7 free things to do this month
We’re almost at the end of summer but if the kids are driving you up the walls and you’re wondering how on earth you might elicit some joy from the next few weeks, you’re in the same boat as us. Precisely why we’ve been rummaging around trying to find free things to do.
Here’s what we found…
We’ve missed our local art exhibitions and summer fests haven’t you? Luckily, a few have reopened including Van Gogh: The Immersive Experience. If you didn’t have the chance to visit pre-lockdown, there’s never been a better time. Once inside, you can discover the life of the artist in a new way: Participate in a unique sound and light show that will immerse you in the world renowned and familiar images of Vincent Van Gogh’s world. Meanwhile, An Indian Summer is also back this year but virtually. Join them from 10-23 Aug for two weeks of performance, music, talks, workshops, film and more all celebrating South Asian culture. The 10th edition of the festival will be available free online, with this year’s line-up including comedian Nish Kumar, basketball star Jamell Anderson, brand new music from Bandish Projekt, live performances from Roopa Panesar and Upneet Singh, plus many more.
New Walk Museum is finally re-opening on 17 Aug – hurrah! If you’ve not been now’s a great chance to go and see galleries including Ancient Egypt, Dinosaurs, Wild Space, The Den for little and more.If you want to book a tour, head here. Meanwhile, Brick City is back in town (17 Aug – 22 Nov) and this year is celebrating iconic buildings from around the world. Take a world tour from New Zealand to New York and gawp at imaginative castles to soaring skyscrapers created using LEGO® bricks. Don’t miss the magnificent construction of London St Pancras Station, measuring two by four metres and built using over 180,000 LEGO bricks. Impressed! I sure am! Book free tickets here and I’ll see you there!
Check out someone else’s dahlias
The National Garden Scheme sees over 3,500 private gardens in England and Wales open for charity – adults pay but children go free. This is brilliant for two reasons: firstly, you can indulge in a bit of real-life garden porn (begone Right Move), and you can pick up clever border design ideas while sending a few quid (normally around £4) to highly worthy charities such as MacMillan. In Leicestershire we’re keen to pop to The Old Barn in Swadlinctote – pic above (15 Aug) Tresillian House (30 Aug) and West View (6 Sept). Booking essential.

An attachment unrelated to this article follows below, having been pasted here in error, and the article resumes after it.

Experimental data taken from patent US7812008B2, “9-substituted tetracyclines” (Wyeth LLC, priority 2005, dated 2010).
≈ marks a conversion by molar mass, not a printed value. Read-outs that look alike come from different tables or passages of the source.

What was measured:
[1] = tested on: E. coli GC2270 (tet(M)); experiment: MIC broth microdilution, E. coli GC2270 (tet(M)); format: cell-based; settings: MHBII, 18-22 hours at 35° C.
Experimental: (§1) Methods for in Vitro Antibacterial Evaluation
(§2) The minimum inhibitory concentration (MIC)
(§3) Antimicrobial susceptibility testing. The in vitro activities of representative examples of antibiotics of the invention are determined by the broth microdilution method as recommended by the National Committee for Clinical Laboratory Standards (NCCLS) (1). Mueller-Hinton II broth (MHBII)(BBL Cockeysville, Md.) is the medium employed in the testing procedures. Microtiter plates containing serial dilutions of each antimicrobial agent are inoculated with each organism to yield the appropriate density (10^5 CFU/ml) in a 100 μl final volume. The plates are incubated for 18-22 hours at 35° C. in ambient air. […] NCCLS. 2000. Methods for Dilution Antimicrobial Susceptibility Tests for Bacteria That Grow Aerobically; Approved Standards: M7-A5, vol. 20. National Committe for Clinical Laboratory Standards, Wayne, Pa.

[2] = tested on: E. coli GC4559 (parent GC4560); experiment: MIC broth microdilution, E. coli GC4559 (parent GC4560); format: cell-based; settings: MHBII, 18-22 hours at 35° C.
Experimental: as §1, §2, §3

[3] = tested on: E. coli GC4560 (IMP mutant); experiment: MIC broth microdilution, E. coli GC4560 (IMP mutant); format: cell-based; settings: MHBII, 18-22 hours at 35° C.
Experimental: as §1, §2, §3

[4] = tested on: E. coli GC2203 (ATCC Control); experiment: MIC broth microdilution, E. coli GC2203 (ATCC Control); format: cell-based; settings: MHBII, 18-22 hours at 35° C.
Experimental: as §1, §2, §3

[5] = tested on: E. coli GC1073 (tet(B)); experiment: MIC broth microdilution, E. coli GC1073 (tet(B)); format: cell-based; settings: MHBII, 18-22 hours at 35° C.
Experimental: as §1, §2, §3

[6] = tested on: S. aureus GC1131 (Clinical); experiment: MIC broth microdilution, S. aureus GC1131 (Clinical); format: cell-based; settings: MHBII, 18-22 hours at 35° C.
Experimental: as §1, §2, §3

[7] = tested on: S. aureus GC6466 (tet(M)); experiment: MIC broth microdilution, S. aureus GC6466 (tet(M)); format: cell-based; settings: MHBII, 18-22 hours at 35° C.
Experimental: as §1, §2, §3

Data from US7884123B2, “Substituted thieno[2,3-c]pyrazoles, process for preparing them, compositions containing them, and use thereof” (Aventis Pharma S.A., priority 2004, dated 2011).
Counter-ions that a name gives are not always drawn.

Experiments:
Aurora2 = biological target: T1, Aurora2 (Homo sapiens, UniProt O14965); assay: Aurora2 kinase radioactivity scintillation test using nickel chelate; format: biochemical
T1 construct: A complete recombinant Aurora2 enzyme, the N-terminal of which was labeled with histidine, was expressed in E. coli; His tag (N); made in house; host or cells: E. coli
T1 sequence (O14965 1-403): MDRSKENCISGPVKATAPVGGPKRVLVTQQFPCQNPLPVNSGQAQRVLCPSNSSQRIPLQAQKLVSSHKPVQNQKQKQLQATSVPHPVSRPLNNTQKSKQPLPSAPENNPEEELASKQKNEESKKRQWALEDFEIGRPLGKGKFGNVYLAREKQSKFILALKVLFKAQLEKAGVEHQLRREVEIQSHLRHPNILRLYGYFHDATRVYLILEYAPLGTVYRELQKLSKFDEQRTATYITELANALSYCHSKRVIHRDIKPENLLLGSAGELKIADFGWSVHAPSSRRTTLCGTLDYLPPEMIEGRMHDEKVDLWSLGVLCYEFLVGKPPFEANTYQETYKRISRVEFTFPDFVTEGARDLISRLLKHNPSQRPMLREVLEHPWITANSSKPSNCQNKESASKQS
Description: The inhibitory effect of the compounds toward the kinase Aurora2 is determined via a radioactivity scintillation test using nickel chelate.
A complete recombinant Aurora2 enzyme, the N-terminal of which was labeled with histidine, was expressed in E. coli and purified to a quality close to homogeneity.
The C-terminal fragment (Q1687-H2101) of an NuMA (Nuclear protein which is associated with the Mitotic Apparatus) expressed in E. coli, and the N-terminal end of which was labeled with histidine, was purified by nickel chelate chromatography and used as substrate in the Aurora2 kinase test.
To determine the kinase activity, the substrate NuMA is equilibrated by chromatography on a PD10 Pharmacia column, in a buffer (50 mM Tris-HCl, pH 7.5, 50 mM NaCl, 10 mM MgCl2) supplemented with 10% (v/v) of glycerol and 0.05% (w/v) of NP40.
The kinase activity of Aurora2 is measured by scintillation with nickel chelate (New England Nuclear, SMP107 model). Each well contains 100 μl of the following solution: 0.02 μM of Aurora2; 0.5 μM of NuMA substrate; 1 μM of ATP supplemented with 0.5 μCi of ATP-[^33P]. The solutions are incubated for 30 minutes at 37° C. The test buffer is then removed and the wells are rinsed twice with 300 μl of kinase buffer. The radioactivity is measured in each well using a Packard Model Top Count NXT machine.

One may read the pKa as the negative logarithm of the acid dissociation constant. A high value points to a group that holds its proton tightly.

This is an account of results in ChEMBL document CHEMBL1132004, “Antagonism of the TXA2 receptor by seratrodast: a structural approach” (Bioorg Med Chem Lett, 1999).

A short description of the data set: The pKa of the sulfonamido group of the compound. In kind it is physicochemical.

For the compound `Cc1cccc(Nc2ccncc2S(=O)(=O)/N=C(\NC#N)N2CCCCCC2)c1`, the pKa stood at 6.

Whetstone Pastures Farm is a must to visit with your kids. They grow strawberries, raspberries, gooseberries, red currants and blackberries and you just pay for what you pick. Just turn up and follow the arrows to the fruit, and then pay for what you’ve picked over at the fruit kiosk. Open Tues- Sun from 10am. Meanwhile over at Rutland Water Fruit Farm, you can do the same and if there’s nothing left, you can buy strawberry and raspberry plants for your own garden and literally reap the fruits of your labour next year.
Play al fresco tennis and basketball
Game, set and match! There are more than 10 free tennis courts available to use if no one else has bagged the spot. Just turn up with your own bat and ball. Leicestershire haunts include Abbey Park, Evington Park, Knighton, Rushey Fields, Monks Court and Victoria Park. As for a little b-ball, try Birstall Park and Thorpe Astley.
Pack a picnic
Nothing says summer quite as much as a wicker basket packed full of strawberries, champagne and salmon sandwiches (or perhaps more likely, a bag-for-life with a box of sausage rolls, a can of coke and a couple of Kit Kats). Invite some friends to keep the kids entertained and head up to the top of Beacon Hill to make the most of the incredible views across, there’s also The Outwood in Loughborough, while Foxton Locks in Harborourgh and Rutland Water in Rutland allows you to stare dreamily across the water, while ignoring the wasps attacking your ice lolly. Read our guide to the loveliest local picnic spots
Go for a ramble
Make the most of sunny days by stomping through our lush woodlands and undulating countryside. Head to Bradgate Park to see the ruins or over to Yew Tree Avenue to gawp at the fascinating yet tranquil 200 years old trees. Swithland Woods is also great for a nice stroll as is Sence Valley Forest Park.